Lets start today’s post with the seed heads. Poppy seed heads to be exact. Just simple watercolour sketches but much fun to do:
An assortment of colours were used for these poppy seed heads. The Winsor & Newton colours used were: Olive Green, Raw Umber, Raw Sienna and a touch of Winsor Violet. The Daniel Smith colours used were: Cascade Green, Raw Sienna, Ultramarine Blue, Raw Sienna Light, Monte Amiata Natural Sienna and Goethite…
Next on my watercolour “to do” list was a seagull. I did just a simple watercolour sketch to get the basic shape, features and colours:
I started painting my seagull with the beak, using Hansa Yellow Medium & Quinacridone Gold by Daniel Smith. I had already chosen my colours after testing some on a piece of scrap paper. Next I painted the eye and then the negative outline of the bird. No preliminary pencil sketch was used. For the soft shading on the seagull’s head and body I used my own grey mix – FLINT GREY – and for the wing and tail end I used Lunar Black by Daniel Smith. I used Prussian Blue and a little Flint Grey for the negative outline of the seagull. This was very easy to do and I will move onto more involved seagull compositions.
These are large breakfast mushrooms, bought from a local supermarket mainly for the purpose of painting. But of course they will be consumed; no food is ever wasted in the creation of a watercolour! I used just three colours for this watercolour sketch: Verditer Blue, Raw Sienna and Sepia, all by Daniel Smith. I started with diluted washes of Verditer Blue; when dry I overlaid them with dilute washes of Raw Sienna. This process produced the soft mushroom grey colours. For the gills inside the mushroom I used Sepia. For the surface the mushrooms are sitting on I used Verditer Blue mixed with a little Sepia. This was a good practice exercise for me.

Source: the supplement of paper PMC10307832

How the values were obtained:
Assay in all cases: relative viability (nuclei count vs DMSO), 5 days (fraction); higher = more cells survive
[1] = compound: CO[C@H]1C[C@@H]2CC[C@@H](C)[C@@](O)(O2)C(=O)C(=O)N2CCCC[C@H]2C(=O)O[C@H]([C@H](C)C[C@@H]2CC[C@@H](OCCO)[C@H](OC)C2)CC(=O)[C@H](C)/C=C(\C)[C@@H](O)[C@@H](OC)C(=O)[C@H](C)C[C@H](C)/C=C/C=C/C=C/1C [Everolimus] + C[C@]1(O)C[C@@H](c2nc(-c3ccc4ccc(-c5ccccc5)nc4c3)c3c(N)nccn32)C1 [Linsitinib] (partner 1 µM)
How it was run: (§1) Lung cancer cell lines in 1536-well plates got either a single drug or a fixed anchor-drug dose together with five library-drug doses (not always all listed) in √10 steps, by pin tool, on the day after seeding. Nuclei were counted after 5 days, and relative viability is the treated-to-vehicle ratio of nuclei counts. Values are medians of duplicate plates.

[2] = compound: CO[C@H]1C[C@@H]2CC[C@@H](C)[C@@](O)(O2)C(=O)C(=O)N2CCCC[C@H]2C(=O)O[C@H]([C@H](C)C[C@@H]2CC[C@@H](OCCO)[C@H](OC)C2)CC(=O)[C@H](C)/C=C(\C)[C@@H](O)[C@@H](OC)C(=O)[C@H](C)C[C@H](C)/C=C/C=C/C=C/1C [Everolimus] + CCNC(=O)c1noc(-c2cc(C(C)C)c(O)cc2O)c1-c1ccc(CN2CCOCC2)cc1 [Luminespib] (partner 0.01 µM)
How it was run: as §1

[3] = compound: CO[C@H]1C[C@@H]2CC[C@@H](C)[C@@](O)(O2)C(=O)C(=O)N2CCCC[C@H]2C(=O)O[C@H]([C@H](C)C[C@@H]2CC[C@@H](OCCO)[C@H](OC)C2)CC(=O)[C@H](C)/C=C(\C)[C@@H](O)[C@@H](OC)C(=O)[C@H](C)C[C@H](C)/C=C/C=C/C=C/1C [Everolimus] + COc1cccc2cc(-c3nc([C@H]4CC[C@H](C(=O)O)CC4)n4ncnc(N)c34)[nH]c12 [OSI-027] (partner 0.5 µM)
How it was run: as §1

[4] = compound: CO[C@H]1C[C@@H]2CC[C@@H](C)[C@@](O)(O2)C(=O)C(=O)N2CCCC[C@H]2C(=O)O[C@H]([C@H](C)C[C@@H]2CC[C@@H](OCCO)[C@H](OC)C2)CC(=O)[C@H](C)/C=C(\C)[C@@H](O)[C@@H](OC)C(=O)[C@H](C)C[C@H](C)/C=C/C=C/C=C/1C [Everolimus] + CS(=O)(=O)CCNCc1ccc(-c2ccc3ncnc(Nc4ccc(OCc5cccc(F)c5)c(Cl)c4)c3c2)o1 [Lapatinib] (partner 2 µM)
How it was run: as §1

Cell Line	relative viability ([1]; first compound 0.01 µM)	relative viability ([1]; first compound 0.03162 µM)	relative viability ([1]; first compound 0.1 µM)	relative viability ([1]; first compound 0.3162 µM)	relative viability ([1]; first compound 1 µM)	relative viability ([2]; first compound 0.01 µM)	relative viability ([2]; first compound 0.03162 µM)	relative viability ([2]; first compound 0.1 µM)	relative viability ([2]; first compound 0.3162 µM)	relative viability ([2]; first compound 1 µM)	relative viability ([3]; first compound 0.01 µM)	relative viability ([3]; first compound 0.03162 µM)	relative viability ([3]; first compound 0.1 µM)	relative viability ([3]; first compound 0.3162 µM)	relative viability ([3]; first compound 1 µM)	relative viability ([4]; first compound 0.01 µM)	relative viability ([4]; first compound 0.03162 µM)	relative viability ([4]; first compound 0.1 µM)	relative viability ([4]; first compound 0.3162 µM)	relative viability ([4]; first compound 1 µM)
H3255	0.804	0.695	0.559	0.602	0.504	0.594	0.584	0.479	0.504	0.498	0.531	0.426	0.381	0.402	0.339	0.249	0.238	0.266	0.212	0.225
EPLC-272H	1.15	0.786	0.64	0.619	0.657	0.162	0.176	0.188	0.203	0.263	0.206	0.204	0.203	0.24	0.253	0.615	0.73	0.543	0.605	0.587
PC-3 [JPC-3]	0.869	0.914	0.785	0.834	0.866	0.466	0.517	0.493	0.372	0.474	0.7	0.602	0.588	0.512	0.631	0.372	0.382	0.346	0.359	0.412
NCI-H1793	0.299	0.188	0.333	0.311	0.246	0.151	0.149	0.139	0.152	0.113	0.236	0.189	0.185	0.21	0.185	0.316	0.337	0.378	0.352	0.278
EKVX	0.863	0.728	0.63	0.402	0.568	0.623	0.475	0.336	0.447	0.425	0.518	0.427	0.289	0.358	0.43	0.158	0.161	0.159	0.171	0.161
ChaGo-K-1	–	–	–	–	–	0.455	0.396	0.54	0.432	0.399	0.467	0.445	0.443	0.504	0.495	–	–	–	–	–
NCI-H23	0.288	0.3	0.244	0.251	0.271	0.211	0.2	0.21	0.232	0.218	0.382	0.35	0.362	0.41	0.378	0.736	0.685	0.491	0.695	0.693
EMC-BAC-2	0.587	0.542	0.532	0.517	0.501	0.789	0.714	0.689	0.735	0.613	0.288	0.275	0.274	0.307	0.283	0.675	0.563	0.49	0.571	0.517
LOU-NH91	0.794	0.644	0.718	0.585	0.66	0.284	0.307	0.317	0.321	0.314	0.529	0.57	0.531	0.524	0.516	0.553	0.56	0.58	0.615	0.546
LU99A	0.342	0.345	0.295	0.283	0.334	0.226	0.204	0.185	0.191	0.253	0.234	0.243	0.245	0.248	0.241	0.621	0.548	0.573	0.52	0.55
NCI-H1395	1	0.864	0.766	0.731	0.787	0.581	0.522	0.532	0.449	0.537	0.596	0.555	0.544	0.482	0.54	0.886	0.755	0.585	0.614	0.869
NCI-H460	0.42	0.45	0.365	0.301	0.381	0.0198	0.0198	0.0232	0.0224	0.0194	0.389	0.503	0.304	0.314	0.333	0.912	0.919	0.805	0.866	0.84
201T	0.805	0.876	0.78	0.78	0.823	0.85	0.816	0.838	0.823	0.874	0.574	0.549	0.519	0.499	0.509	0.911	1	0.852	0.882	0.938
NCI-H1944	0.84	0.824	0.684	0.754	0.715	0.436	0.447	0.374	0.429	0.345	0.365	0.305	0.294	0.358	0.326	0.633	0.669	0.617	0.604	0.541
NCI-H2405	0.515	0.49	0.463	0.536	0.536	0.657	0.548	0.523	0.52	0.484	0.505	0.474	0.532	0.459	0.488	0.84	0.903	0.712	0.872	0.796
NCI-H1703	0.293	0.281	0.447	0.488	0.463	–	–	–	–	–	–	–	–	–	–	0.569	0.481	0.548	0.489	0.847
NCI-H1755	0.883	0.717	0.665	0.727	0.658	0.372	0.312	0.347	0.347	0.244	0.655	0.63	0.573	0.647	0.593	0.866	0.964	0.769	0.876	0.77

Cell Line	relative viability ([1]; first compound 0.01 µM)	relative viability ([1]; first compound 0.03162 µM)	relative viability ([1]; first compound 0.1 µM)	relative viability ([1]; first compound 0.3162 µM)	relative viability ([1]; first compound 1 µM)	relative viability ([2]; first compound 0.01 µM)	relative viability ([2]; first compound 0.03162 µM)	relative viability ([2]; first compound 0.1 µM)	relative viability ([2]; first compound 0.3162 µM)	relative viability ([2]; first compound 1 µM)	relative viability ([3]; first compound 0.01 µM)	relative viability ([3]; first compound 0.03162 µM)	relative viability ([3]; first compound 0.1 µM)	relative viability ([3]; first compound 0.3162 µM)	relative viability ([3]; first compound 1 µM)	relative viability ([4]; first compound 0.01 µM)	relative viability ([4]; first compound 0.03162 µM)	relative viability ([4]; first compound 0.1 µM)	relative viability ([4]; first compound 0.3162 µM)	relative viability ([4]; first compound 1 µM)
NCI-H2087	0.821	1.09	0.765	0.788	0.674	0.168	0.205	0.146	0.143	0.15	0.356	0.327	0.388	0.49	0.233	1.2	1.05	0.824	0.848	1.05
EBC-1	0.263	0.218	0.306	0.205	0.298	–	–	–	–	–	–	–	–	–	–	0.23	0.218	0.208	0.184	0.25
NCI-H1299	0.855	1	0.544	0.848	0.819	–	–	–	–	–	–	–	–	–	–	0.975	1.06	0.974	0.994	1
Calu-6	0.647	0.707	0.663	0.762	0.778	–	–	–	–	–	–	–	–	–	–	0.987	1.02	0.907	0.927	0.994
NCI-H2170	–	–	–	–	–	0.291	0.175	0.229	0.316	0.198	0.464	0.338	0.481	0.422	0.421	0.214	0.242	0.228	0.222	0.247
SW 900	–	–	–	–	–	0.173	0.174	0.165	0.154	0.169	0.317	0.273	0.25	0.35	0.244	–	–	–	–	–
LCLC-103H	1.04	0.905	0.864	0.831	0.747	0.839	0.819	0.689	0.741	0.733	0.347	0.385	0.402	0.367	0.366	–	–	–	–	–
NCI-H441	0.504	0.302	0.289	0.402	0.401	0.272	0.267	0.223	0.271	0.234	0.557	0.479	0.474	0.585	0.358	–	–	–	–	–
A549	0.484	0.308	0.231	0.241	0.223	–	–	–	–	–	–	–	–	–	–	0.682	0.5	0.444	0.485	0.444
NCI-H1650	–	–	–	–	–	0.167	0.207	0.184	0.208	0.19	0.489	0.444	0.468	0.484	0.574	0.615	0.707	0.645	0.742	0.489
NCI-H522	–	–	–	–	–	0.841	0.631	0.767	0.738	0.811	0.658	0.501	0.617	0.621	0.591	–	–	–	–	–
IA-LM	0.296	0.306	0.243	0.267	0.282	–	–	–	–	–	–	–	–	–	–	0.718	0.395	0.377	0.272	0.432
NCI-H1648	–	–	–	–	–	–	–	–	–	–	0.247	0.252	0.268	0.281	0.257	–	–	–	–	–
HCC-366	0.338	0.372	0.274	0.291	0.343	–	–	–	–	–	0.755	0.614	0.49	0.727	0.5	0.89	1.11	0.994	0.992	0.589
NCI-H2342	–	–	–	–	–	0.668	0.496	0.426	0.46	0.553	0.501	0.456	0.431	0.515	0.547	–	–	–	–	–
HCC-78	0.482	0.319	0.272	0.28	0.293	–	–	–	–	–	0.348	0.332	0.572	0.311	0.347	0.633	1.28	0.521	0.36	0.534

Finally these are some of the most recent additions to my watercolour palette:
I love all these colours. Verditer Blue is stunning; it’s a cooler blue than Ultramarine Blue and Cobalt Blue but not as cool as Cerulean Blue. Raw Sienna by Daniel Smith is different to what I would call a traditional raw sienna; but it’s wonderful for mixing with other colours or, indeed, just on it’s own. There’s nothing better to add new life to your watercolour painting than having new colours to play with…